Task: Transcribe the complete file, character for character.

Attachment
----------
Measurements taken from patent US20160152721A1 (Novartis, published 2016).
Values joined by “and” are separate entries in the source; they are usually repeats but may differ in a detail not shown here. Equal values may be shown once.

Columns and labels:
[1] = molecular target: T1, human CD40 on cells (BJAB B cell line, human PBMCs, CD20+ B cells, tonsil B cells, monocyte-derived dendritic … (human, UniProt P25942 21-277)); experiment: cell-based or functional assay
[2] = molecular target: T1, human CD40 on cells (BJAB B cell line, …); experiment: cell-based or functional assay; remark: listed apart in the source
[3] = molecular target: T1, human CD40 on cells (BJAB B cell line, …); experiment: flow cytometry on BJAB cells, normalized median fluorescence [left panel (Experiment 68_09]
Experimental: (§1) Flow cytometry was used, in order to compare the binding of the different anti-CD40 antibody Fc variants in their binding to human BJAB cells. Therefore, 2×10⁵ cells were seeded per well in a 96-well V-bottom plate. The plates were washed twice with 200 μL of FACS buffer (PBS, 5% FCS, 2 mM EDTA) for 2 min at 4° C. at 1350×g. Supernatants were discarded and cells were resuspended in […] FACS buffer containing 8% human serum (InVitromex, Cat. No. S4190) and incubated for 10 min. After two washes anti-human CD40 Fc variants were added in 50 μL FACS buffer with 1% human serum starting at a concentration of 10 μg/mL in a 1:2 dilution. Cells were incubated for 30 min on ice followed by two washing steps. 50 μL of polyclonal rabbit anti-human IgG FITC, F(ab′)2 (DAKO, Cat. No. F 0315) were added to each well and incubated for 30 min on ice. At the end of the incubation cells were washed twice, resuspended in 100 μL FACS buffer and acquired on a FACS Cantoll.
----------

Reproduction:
Measurements taken from patent US20160152721A1 (Novartis, published 2016).
Values joined by “and” are separate entries in the source; they are usually repeats but may differ in a detail not shown here. Equal values may be shown once.

Columns and labels:
[1] = molecular target: T1, human CD40 on cells (BJAB B cell line, human PBMCs, CD20+ B cells, tonsil B cells, monocyte-derived dendritic … (human, UniProt P25942 21-277)); experiment: cell-based or functional assay
[2] = molecular target: T1, human CD40 on cells (BJAB B cell line, …); experiment: cell-based or functional assay; remark: listed apart in the source
[3] = molecular target: T1, human CD40 on cells (BJAB B cell line, …); experiment: flow cytometry on BJAB cells, normalized median fluorescence [left panel (Experiment 68_09]
Experimental: (§1) Flow cytometry was used, in order to compare the binding of the different anti-CD40 antibody Fc variants in their binding to human BJAB cells. Therefore, 2×10⁵ cells were seeded per well in a 96-well V-bottom plate. The plates were washed twice with 200 μL of FACS buffer (PBS, 5% FCS, 2 mM EDTA) for 2 min at 4° C. at 1350×g. Supernatants were discarded and cells were resuspended in […] FACS buffer containing 8% human serum (InVitromex, Cat. No. S4190) and incubated for 10 min. After two washes anti-human CD40 Fc variants were added in 50 μL FACS buffer with 1% human serum starting at a concentration of 10 μg/mL in a 1:2 dilution. Cells were incubated for 30 min on ice followed by two washing steps. 50 μL of polyclonal rabbit anti-human IgG FITC, F(ab′)2 (DAKO, Cat. No. F 0315) were added to each well and incubated for 30 min on ice. At the end of the incubation cells were washed twice, resuspended in 100 μL FACS buffer and acquired on a FACS Cantoll.